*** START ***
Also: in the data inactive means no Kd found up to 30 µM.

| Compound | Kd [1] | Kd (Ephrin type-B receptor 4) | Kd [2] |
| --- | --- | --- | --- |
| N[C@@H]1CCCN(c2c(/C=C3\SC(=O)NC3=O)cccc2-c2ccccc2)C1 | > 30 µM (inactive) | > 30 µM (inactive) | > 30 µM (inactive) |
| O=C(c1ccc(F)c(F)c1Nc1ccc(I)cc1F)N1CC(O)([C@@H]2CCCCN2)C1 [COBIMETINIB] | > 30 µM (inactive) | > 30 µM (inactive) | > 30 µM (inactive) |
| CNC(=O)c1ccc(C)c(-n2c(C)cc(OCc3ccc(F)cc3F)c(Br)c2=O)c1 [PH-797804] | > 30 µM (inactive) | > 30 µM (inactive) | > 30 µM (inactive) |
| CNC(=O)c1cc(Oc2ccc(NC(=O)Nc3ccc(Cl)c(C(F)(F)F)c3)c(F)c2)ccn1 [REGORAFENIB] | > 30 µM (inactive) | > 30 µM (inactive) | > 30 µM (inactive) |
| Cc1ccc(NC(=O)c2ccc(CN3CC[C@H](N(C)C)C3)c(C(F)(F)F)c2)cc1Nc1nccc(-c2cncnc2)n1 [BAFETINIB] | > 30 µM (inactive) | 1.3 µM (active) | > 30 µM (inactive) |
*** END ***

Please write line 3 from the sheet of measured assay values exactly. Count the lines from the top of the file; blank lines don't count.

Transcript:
| --- | --- | --- | --- |